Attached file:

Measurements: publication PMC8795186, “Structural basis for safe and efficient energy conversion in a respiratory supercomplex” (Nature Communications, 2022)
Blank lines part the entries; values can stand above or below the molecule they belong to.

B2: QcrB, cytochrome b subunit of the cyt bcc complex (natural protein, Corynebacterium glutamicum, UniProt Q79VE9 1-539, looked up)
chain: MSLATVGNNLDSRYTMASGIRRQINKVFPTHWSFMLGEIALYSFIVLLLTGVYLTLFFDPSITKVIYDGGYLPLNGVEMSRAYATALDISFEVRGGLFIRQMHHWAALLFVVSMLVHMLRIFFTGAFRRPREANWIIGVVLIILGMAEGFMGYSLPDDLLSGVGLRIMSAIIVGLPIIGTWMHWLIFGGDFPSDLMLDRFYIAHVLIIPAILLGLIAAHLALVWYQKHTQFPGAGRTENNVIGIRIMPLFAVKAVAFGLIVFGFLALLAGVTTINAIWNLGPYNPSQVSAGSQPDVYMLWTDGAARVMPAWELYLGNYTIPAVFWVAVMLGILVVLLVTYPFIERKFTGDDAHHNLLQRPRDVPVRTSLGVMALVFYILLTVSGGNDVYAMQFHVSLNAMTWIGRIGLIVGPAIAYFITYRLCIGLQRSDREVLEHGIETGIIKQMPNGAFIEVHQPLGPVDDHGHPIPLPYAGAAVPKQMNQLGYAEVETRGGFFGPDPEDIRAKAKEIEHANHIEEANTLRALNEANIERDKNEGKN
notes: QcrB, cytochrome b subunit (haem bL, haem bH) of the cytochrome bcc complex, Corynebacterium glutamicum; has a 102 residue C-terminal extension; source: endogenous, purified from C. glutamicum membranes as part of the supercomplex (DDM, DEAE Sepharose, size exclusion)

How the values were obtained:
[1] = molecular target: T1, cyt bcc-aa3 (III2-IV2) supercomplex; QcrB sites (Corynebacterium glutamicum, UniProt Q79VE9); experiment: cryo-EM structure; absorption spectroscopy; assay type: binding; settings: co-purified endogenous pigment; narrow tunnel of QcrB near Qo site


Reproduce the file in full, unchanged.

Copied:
Measurements: publication PMC8795186, “Structural basis for safe and efficient energy conversion in a respiratory supercomplex” (Nature Communications, 2022)
Blank lines part the entries; values can stand above or below the molecule they belong to.

B2: QcrB, cytochrome b subunit of the cyt bcc complex (natural protein, Corynebacterium glutamicum, UniProt Q79VE9 1-539, looked up)
chain: MSLATVGNNLDSRYTMASGIRRQINKVFPTHWSFMLGEIALYSFIVLLLTGVYLTLFFDPSITKVIYDGGYLPLNGVEMSRAYATALDISFEVRGGLFIRQMHHWAALLFVVSMLVHMLRIFFTGAFRRPREANWIIGVVLIILGMAEGFMGYSLPDDLLSGVGLRIMSAIIVGLPIIGTWMHWLIFGGDFPSDLMLDRFYIAHVLIIPAILLGLIAAHLALVWYQKHTQFPGAGRTENNVIGIRIMPLFAVKAVAFGLIVFGFLALLAGVTTINAIWNLGPYNPSQVSAGSQPDVYMLWTDGAARVMPAWELYLGNYTIPAVFWVAVMLGILVVLLVTYPFIERKFTGDDAHHNLLQRPRDVPVRTSLGVMALVFYILLTVSGGNDVYAMQFHVSLNAMTWIGRIGLIVGPAIAYFITYRLCIGLQRSDREVLEHGIETGIIKQMPNGAFIEVHQPLGPVDDHGHPIPLPYAGAAVPKQMNQLGYAEVETRGGFFGPDPEDIRAKAKEIEHANHIEEANTLRALNEANIERDKNEGKN
notes: QcrB, cytochrome b subunit (haem bL, haem bH) of the cytochrome bcc complex, Corynebacterium glutamicum; has a 102 residue C-terminal extension; source: endogenous, purified from C. glutamicum membranes as part of the supercomplex (DDM, DEAE Sepharose, size exclusion)

How the values were obtained:
[1] = molecular target: T1, cyt bcc-aa3 (III2-IV2) supercomplex; QcrB sites (Corynebacterium glutamicum, UniProt Q79VE9); experiment: cryo-EM structure; absorption spectroscopy; assay type: binding; settings: co-purified endogenous pigment; narrow tunnel of QcrB near Qo site